Hello, Mr. Prime Minister. You’re attempting to maintain “a chronic situation” as regards the Palestinians. You’ve been pursuing “more aggressive settlement construction over the last couple years than we’ve seen in a very long time.” There’ll come a point, you know, “where you can’t manage this anymore, and then you start having to make very difficult choices: Do you resign yourself to what amounts to a permanent occupation of the West Bank?… Do you perpetuate, over the course of a decade or two decades, more and more restrictive policies in terms of Palestinian movement? Do you place restrictions on Arab-Israelis in ways that run counter to Israel’s traditions?” But other than that, Mr. Prime Minister, welcome to the White House.
Until he read the breaking news of President Obama’s earth-shattering interview with Bloomberg’s Jeffrey Goldberg on Sunday, Prime Minister Benjamin Netanyahu might have anticipated that Monday’s meeting was going to be one of his less confrontational and unpleasant sessions of frank, allied diplomacy with his good friend Barack.
Sure, the stakes were always going to be high: The president was going to be urging Netanyahu to assent to Secretary of State John Kerry’s framework proposal for continued peace talks. And the prime minister was going to be urging Obama to toughen his demands on Iran, to ensure that the ayatollahs are deprived of the wherewithal to build the nuclear weapons they swear they don’t want to build, just on the off chance that they might be lying.
But Netanyahu, his aides had long been indicating, was ready to accept the framework proposals — as a non-binding basis for further negotiations. So no need for confrontation there. And he must have had little hope that he was going to shift Obama’s stance on Iran, however powerful he believes his arguments to be. So not much point in confrontation there, either.
But then came that bombshell Bloomberg battering.
The timing could not have been any more deliberate — an assault on the prime minister’s policies delivered precisely as Netanyahu was flying in to meet with him, and on the first day, too, of the pro-Israel lobby AIPAC’s annual tour de force conference across town.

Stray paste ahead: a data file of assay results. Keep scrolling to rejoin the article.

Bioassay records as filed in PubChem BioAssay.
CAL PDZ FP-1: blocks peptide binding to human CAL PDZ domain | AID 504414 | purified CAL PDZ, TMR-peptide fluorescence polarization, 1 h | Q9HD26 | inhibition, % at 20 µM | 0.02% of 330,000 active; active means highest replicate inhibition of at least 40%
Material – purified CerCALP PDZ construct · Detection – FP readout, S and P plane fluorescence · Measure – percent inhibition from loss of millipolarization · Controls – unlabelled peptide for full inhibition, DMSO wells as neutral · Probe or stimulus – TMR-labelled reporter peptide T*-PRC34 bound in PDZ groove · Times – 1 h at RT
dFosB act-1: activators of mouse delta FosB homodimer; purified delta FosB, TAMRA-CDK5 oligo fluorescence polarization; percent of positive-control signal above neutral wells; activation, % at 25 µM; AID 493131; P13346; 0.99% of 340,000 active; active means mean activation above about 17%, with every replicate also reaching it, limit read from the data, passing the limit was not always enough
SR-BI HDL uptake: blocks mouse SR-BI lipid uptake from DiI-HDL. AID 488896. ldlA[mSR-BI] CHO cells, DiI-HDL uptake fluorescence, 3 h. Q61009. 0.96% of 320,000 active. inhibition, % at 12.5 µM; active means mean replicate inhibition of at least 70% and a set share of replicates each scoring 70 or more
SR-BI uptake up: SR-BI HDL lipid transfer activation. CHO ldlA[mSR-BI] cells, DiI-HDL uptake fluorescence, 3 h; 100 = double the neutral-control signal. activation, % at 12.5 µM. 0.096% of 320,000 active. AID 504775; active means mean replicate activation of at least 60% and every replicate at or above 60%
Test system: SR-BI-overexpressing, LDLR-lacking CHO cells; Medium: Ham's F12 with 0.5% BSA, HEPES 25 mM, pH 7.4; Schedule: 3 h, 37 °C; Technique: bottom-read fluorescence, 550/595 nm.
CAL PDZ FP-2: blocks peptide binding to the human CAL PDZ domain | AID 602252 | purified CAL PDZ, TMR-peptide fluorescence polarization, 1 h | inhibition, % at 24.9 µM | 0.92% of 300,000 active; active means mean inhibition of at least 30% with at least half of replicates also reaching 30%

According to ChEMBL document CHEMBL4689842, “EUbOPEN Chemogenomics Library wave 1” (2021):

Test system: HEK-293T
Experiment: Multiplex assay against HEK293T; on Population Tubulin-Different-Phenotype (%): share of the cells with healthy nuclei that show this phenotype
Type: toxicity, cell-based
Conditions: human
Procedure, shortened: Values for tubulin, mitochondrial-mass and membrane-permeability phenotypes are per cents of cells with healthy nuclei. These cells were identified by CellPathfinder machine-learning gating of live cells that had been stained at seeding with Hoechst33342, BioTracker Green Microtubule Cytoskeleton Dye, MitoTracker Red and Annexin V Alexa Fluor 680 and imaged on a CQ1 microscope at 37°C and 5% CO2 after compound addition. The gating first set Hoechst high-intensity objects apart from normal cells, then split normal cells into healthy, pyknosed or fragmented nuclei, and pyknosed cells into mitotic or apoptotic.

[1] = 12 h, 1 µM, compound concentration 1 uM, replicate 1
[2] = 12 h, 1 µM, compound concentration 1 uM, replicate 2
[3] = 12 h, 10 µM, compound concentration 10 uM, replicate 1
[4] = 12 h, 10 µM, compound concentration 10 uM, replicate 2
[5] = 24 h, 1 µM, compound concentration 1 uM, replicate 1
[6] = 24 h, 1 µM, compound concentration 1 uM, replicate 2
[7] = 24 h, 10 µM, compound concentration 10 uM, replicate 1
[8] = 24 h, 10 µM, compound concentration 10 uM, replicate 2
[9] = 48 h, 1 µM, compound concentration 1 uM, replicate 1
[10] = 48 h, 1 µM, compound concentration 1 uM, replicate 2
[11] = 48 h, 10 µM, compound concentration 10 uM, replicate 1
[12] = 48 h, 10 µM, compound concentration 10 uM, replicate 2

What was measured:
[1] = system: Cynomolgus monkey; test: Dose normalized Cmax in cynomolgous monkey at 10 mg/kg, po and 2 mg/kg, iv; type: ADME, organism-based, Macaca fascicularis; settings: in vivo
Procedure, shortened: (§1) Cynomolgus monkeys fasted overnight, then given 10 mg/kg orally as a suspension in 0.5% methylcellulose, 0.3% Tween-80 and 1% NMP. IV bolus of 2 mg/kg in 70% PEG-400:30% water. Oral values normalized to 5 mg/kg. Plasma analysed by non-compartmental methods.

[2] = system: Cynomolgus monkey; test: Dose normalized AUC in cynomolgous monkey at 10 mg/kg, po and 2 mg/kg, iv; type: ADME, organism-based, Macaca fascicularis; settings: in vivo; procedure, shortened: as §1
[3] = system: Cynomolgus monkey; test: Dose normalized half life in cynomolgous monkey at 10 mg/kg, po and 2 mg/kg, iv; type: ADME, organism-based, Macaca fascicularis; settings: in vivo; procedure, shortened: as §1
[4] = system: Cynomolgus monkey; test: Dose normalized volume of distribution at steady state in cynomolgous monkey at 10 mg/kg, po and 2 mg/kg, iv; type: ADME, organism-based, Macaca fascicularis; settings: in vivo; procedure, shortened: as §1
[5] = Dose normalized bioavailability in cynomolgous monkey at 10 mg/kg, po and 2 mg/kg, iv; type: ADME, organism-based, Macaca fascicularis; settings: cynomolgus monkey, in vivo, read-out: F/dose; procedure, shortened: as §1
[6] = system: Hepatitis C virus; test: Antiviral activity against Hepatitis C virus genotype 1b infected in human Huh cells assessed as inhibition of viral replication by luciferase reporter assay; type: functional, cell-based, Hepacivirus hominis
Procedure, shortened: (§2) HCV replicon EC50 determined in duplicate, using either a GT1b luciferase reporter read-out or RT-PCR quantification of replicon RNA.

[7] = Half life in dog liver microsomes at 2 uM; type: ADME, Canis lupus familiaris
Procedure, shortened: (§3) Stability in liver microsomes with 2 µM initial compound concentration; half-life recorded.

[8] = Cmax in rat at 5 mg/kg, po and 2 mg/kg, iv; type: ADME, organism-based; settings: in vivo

At the very least, that might be considered bad manners, poor diplomatic protocol, a resounding preemptive slap in the face: I’ve just told the world you’re leading your country to wrack and ruin, Mr. Prime Minister. Now, what was it you wanted to talk to me about?
More substantively, the president’s comments reinforce years of grievance that have accumulated in Netanyahu’s circles and some distance beyond, to the effect that the president ignores the inconsistencies, duplicities and worse of the Palestinian Authority and its leader Mahmoud Abbas, while placing exaggerated blame for the failure of peace efforts at the door of the Israeli government.
As they read through the transcript of the interview, Netanyahu and his aides were doubtless bemoaning what they see as Obama’s obsession with settlements, to the exclusion of almost any other issue on which the Israelis and the Palestinians are deadlocked. They would certainly have been lamenting that the president’s public display of disaffection will hardly encourage the Palestinians to adopt more flexible positions on such other core issues as their demand for a “right of return” for millions of Palestinians to Israel. And they might have been wondering if some of the Obama ammunition had been fired precisely now as a mark of his displeasure with AIPAC, the irritating lobby that just won’t keep quiet on pressuring Iran.
Since even before he became president, Obama has made plain his conviction that Israel’s settlement enterprise is profoundly counterproductive for the Jewish state. Many Israelis share this belief. That Obama chose to highlight his concern in such ominous and pointed terms, going so far as to warn that it would become harder in the future for the US to protect Israel from the consequences of its misguided West Bank building, would suggest that he has all but despaired of Netanyahu’s willingness to rein in construction. Otherwise, surely, he would have held his fire, and first consulted face-to-face with the prime minister.
For one thing is certain, the president’s resort to a newspaper interview on the eve of their talks to issue near-apocalyptic warnings about the disaster Netanyahu risks bringing upon Israel is just about the last thing likely to bolster the prime minister’s confidence in their alliance, and just about the last thing likely to encourage Netanyahu to further alienate his hawkish home base by taking steps such as halting building outside the settlement blocs.
It will be particularly interesting now to see what platitudes the pair can manage when they invite in the press for the traditional, brief Q&A session at the White House on Monday. Doubtless they’ll come up with something. But the fact is that Obama chose to have his real say about Netanyahu before the prime minister had arrived, and it constituted a brutal political assault. Other than that, Mr. Prime Minister, how are you enjoying Washington, DC?
As The Times of Israel’s political correspondent, I spend my days in the Knesset trenches, speaking with politicians and advisers to understand their plans, goals and motivations.
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